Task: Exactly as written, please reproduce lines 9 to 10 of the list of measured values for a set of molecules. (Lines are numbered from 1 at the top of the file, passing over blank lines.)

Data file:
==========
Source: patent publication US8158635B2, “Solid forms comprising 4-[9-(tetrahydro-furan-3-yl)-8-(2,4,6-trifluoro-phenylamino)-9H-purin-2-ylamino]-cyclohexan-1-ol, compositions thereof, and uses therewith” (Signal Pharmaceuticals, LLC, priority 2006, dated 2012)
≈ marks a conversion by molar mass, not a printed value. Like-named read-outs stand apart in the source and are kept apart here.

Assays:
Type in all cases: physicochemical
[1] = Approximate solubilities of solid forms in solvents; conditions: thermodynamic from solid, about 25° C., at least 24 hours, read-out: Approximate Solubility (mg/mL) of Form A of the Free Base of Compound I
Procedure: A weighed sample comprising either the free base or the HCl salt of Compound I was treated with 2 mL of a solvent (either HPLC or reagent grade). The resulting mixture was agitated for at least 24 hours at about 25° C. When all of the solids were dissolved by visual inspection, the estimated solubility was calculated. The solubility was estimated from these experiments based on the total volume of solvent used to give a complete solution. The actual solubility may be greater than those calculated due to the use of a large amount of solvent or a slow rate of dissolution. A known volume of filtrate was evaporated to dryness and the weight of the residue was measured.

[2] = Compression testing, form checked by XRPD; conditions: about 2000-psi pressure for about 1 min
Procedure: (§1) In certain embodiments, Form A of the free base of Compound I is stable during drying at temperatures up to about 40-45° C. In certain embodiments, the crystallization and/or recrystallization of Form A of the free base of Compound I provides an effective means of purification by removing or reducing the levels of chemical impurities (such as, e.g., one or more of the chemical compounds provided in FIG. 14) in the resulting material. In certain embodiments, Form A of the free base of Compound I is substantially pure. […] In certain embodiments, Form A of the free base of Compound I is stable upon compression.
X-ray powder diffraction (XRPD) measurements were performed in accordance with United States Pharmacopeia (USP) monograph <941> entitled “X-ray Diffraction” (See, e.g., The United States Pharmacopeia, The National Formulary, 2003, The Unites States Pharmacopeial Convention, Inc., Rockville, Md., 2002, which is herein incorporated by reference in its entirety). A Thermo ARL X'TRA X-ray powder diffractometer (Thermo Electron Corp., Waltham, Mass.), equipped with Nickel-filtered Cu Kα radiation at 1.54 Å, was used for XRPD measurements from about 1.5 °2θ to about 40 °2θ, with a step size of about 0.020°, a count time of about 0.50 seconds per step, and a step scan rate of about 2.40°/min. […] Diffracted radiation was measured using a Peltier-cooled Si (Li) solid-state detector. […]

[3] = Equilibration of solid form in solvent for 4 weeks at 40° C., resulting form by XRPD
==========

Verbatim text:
X-ray powder diffraction (XRPD) measurements were performed in accordance with United States Pharmacopeia (USP) monograph <941> entitled “X-ray Diffraction” (See, e.g., The United States Pharmacopeia, The National Formulary, 2003, The Unites States Pharmacopeial Convention, Inc., Rockville, Md., 2002, which is herein incorporated by reference in its entirety). A Thermo ARL X'TRA X-ray powder diffractometer (Thermo Electron Corp., Waltham, Mass.), equipped with Nickel-filtered Cu Kα radiation at 1.54 Å, was used for XRPD measurements from about 1.5 °2θ to about 40 °2θ, with a step size of about 0.020°, a count time of about 0.50 seconds per step, and a step scan rate of about 2.40°/min. […] Diffracted radiation was measured using a Peltier-cooled Si (Li) solid-state detector. […]

[3] = Equilibration of solid form in solvent for 4 weeks at 40° C., resulting form by XRPD